Tuesday, 23 June 2009

Digital Britain Unravelled

I have just finished reading the govt's 'Digital Britain' report here.

It's a whopper. Some good in places but very, very limited in others. Overall I would say it simply doesn't go far enough and really does not have a clear and fully thought out vision of the future.

One of the key issues is the government's proposal to tax every fixed telephone line 50p per month to pay for the country-wide roll-out of of 2mb Internet access by 2012. Otherwise known as the Universal Service Broadband Commitment.

I support the idea of ensuring that everyone has 'high-speed' internet access but:

1) 2mb (thats roughly 200kilobytes per second) is quite limited - when most of us get 8-16mb already - so why set the aiming point so low? The answer given is that this speed can be achieved by utilising the existing copper infrastructure and/or current generation wireless technology - but the reality is that more can be achieved over copper/wireless - without the need for an expensive, country-wide fibre based network.

2) Why setup an entirely new taxation system to pay to connect up the 'final third' of the country? How much cash gets lost in admin of an entirely new tax structure? Why does it make sense to get fixed line telephone users to pay for it? Surely as an infrastructure issue it should simply come out of the main tax pot?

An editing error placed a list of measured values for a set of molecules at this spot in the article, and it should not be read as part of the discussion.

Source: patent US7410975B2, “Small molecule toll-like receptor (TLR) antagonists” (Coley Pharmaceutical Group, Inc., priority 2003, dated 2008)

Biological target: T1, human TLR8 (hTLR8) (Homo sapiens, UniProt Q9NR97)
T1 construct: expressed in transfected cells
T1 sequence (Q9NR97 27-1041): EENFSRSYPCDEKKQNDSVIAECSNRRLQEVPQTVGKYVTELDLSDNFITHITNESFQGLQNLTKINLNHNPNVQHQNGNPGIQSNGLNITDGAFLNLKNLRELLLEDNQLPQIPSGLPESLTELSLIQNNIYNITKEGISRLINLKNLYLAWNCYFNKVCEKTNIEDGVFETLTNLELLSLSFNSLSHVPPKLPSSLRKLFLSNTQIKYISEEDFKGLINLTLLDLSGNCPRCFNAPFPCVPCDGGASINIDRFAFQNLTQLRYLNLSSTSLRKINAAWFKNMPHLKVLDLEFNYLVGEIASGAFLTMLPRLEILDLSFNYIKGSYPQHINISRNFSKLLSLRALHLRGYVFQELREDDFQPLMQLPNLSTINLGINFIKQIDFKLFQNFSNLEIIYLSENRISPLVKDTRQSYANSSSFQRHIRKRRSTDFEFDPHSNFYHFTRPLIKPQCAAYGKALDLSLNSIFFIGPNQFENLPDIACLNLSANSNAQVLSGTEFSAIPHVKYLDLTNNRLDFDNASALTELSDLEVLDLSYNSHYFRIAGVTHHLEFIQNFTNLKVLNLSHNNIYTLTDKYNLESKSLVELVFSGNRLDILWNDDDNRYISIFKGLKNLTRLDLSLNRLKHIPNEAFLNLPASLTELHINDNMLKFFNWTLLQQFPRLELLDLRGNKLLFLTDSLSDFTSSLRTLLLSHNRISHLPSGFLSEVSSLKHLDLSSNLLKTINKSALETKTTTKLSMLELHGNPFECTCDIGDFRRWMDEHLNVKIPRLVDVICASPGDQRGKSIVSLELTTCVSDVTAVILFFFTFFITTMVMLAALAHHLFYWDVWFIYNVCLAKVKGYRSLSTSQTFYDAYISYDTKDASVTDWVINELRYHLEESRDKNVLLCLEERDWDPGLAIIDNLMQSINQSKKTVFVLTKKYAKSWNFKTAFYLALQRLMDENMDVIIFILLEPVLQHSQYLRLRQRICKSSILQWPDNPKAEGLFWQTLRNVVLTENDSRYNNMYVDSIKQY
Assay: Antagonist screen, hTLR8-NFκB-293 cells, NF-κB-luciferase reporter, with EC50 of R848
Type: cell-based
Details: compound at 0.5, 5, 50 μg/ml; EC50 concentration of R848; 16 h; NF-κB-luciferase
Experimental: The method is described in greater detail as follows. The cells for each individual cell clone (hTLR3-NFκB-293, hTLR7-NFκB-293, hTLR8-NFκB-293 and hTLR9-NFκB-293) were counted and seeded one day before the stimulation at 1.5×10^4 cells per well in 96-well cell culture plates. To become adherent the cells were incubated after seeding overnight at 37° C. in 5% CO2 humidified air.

My view is that high-speed countrywide Internet connectivity is a vital piece of infrastructure that the govt must ensure is put in place - but not 2mb - how about 50mb as the next immediate aiming point (just like current Virgin customers can have).

As a nation we have a major disadvantage in that we are a highly populated small island. But in communication terms, it means that the relative cost (compared to other nations) of interconnecting our work force digitally is a relatively low-cost. So lets play to our strengths. Let's aim to have the fastest, most technically advanced network in the world - so that our creative industries can really lead the way.. for us it would cost a fraction of what it would cost other less densely populated countries.